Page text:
China said Tuesday radiation levels remained normal at one of its nuclear power plants and there were no safety concerns, after the station’s French operator reported a gas build-up.
"There is no abnormality in the radiation levels around the nuclear power plant, and safety is guaranteed," said foreign ministry spokesman Zhao Lijian.
CNN reported earlier that the US government was assessing a report of a leak at the Taishan nuclear power station in the populous southern Chinese province of Guangdong.
The US broadcaster said the French company, Framatome, warned of an "imminent radiological threat".
Framatome said in a statement to AFP that it is "supporting resolution of a performance issue" at the plant but that according to "the data available, the plant is operating within the safety parameters."
Powered up in 2018, the Taishan plant was the first worldwide to operate a next-generation EPR nuclear reactor -- a pressurised water design that has been subject to years of delays in similar European projects in Britain, France and Finland.
There are now two EPR power units at the plant in the city of Taishan, which sits close to the coastline of southern Guangdong and the financial hub of Hong Kong.
EDF, the majority owner of Framatome, said in a statement that it had requested an extraordinary meeting of the power plant's board.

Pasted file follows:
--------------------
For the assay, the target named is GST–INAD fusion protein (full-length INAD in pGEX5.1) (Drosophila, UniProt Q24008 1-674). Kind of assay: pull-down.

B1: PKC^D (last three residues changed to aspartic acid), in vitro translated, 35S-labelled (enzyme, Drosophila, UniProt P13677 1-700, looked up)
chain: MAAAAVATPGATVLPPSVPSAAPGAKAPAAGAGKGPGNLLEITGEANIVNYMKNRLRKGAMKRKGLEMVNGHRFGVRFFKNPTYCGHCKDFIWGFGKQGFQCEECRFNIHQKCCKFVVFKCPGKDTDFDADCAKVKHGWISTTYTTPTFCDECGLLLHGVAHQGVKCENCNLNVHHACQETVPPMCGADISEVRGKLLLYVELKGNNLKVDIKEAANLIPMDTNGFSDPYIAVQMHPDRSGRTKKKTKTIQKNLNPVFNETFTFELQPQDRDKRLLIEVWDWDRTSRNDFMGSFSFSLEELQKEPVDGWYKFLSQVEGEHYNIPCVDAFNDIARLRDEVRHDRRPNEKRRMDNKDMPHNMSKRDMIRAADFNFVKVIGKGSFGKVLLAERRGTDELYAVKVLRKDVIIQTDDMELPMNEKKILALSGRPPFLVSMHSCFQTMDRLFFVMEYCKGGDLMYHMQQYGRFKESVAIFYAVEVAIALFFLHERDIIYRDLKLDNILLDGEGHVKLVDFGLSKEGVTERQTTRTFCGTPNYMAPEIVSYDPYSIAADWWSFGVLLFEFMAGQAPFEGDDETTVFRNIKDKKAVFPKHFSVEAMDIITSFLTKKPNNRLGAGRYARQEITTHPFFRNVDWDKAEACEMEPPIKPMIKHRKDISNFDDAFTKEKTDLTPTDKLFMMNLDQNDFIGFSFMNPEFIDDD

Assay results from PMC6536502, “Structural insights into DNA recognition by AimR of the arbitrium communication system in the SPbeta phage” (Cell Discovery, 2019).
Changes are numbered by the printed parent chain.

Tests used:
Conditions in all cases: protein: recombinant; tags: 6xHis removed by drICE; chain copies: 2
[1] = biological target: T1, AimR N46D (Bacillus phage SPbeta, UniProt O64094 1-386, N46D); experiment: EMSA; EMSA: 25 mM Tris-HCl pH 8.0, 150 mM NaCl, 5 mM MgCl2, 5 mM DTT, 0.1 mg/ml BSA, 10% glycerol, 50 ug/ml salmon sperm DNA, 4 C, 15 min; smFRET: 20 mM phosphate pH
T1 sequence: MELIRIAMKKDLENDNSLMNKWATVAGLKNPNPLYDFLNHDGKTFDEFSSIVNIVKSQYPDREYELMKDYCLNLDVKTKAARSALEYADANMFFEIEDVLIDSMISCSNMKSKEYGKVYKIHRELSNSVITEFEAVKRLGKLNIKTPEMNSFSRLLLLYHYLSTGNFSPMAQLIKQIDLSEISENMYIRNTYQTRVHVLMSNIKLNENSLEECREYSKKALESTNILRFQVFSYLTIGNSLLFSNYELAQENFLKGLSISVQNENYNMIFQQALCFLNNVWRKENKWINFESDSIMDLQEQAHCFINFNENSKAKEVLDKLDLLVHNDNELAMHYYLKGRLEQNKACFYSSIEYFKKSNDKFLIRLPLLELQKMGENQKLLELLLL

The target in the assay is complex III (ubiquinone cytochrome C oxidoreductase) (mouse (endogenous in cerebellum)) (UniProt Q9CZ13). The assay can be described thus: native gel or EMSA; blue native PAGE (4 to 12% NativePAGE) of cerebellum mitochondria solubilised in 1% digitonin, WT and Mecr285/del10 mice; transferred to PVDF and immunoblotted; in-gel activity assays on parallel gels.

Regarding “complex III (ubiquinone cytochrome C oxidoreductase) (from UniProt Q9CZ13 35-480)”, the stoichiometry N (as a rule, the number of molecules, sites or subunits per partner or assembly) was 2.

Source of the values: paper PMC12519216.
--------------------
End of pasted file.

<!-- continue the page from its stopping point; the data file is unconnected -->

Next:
Zhao added Tuesday that "China's nuclear power plants have maintained a good operating record, and there have been no incidents affecting the environment and public health."
- 'Slightly higher' radiation -
The website of Chinese regulator the National Nuclear Safety Administration website has only outlined one incident at Taishan in recent months -- an incident on April 5 when it says a "small amount of radioactive gas unexpectedly entered" the water-sealed pipeline in the plant's first unit.
The statement said that the incident had been inspected and the total amount of gas discharged accounted for 0.00044 percent of the annual emission limit.
It is not clear that the April incident relates to the recent situation flagged by Framatome.
Zhao Tong, senior fellow in the nuclear policy programme at the Carnegie-Tsinghua Centre for Global Policy in Beijing, told AFP that the way the issue had been reported highlighted a lack of trust in China.
"If details of this incident at the Taishan plant had come directly from the Chinese government... rather than from the French company and later picked up by the Western media, it would have been easier to avoid unnecessary overestimation of the severity of the incident," he told AFP.
Based on the information provided by the Chinese government agencies, he said "the current level of radiation near the Taishan plant is slightly higher than near other plants in China but still remains in the normal range of general environmental radiation level in Guangdong."
China has dozens of nuclear plants -- the world's third highest after the United States and France -- and has invested billions of dollars to develop its nuclear energy sector.
But Zhao warned the fallout from this incident "will continue driving the two sides to become even more divided in the future and to undermine their willingness and capability to jointly address shared risks if a real and serious nuclear incident indeed breaks out."